Mythic Fiction discussion

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Book Themes > Original Mythical Creatures

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message 1: by Alice (new)

Alice (cimmerian) What do you think are good books with mythical creatures featured in them which aren't the usual ones like vampires, werewolves, faeries, angels, etc? I mean creatures which aren't used that often.


message 2: by Sls (new)

Sls (sls13) | 3 comments The Minotaur Takes a Cigarette Break


message 3: by Jalilah (new)

Jalilah The premise for many of Charles De Lint’s books are that mythological beings like the “First People” or “Animal people” of many First Nations (Native Americans) legends are still alive today. Many have intermarried with humans and live along side them.
If you want a break from your usual Urban Fantasy characters; vampires, werewolves and witches, De Lint would be a refreshing change! He has a full array of unusual characters like the Numena, beings born out of paintings (Memory and Dream), a “shadow sister” who came to being out of the cast off character traits of her brother (Onion Girl) , and Saskia, a women born inside a computer (Sprits in the Wires). These are just a few examples. .


message 4: by Alice (new)

Alice (cimmerian) Wow Jalilah, that really sounds interesting! I'll definitly look him up!


message 5: by Jalilah (last edited May 31, 2012 07:04AM) (new)

Jalilah Charles De Lint’s Newford series is not really series in the sense that you absolutely have to read them in order; rather they are a series of books that take place in the same universe with many of the same characters. If you read them in the order you get more background history about the various characters but this is more important later on in the series. I would NOT start with The Onion Girl or Widdershins but you could start with Memory and Dream Someplace to Be Flying or his newer YA books take place in the Southwest The Painted Boy or Under My Skin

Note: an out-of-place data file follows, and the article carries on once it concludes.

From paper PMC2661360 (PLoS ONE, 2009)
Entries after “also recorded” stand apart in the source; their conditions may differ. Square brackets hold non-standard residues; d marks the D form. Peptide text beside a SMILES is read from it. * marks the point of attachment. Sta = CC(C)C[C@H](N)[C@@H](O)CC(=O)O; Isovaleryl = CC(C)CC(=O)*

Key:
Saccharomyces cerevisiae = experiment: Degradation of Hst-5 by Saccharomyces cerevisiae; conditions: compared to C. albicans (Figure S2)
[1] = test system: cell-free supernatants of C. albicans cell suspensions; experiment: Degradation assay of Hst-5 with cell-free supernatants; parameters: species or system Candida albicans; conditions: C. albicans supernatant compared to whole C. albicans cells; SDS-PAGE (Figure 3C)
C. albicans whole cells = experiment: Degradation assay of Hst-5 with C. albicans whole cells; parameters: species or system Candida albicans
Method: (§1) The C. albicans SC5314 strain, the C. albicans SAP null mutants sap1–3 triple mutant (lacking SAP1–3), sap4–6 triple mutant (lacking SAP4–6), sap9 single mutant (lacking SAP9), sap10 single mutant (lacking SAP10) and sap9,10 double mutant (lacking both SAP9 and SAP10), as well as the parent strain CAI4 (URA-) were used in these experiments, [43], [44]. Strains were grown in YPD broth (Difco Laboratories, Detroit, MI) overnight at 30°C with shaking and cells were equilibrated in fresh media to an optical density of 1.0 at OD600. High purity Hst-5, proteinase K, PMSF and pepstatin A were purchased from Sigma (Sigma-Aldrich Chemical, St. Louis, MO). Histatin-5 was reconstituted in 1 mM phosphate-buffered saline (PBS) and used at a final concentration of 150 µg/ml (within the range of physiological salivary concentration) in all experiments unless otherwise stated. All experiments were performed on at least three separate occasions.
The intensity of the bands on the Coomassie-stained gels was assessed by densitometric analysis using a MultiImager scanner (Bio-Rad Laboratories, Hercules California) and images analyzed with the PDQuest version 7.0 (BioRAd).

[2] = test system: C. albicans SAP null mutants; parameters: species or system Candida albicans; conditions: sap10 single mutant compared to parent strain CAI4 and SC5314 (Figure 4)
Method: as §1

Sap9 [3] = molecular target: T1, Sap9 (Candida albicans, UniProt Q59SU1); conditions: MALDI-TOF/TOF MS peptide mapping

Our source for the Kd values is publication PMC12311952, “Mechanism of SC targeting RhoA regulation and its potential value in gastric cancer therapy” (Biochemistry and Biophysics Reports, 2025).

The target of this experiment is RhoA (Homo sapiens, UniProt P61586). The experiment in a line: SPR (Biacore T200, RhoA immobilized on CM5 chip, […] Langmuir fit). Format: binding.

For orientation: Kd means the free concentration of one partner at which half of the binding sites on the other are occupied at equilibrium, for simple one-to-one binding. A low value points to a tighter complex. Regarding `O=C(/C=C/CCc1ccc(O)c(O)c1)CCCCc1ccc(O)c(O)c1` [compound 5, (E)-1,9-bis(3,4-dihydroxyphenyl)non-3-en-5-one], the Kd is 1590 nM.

message 6: by Chris (new)

Chris (calmgrove) Recently read John Barrowman's Hollow Earth (co-written with his sister Carole) which is about the dangers from creatures featured in medieval bestiaries invading modern Scotland. It's the first of a series, so not that many beasties yet.


message 7: by Alice (new)

Alice (cimmerian) Are De Lint's books all short stories?

Hollow Earth sounds interesting too :) Thanks you guys!!


message 8: by Chris (new)

Chris (calmgrove) Alice wrote: "Hollow Earth sounds interesting too :) Thanks you guys!!"

John Barrowman appeared as Captain Jack in Doctor Who and in the spin-off Torchwood, so he's no stranger to scary creatures!


message 9: by Jalilah (new)

Jalilah Alice wrote: "Are De Lint's books all short stories?

Hollow Earth sounds interesting too :) Thanks you guys!!"



Oh no! The books I mentioned before are all novels. He has written a lot of short stories as well.


message 10: by Alice (new)

Alice (cimmerian) Ohh, I like novels better, so that's good to hear!! Thanks you.. I have so much to read now :)


message 11: by Jalilah (new)

Jalilah If you like the idea of the mythological “First People” or “Animal people” I'd start with:
Someplace to Be Flying you'll meet the Coyote trickster,The Crow Girls,Raven and many other cool characters!


message 12: by Evilynn (new)

Evilynn | 6 comments I actually started reading Charles DeLint with Widdershins (it was a gift, I probably would've read The Onion Girl first, at least), and the sky hasn't fallen yet. ;) As long as you're aware there's a whole story framework around them I think it worked out reasonably well.


message 13: by Brenda (new)

Brenda Clough (brendaclough) | 56 comments Mmm. I wrote a short story about a cyclops. You know, the ones who were defeated by Odysseus. I had him fight Charles, Prince of Wales.


message 14: by Alice (new)

Alice (cimmerian) Brenda wrote: "Mmm. I wrote a short story about a cyclops. You know, the ones who were defeated by Odysseus. I had him fight Charles, Prince of Wales."

Lol! That sounds really funny :P


message 15: by Rora (new)

Rora I recently read a book based on kelpies...The Scorpio Races by Maggie Stiefvater.


message 16: by Brenda (new)

Brenda Clough (brendaclough) | 56 comments Alice, it's titled "To Serve A Prince" and appears here:
http://www.goodreads.com/book/show/13...


message 17: by Alice (new)

Alice (cimmerian) Thanks a lot to you all for the titles :)


message 18: by Carolyn (new)

Carolyn (seeford) I would recommend a book by Mercedes Lackey called Firebird, based around a Phoenix.

A classic is The Last Unicorn, by Peter Beagle.


message 19: by Janet (new)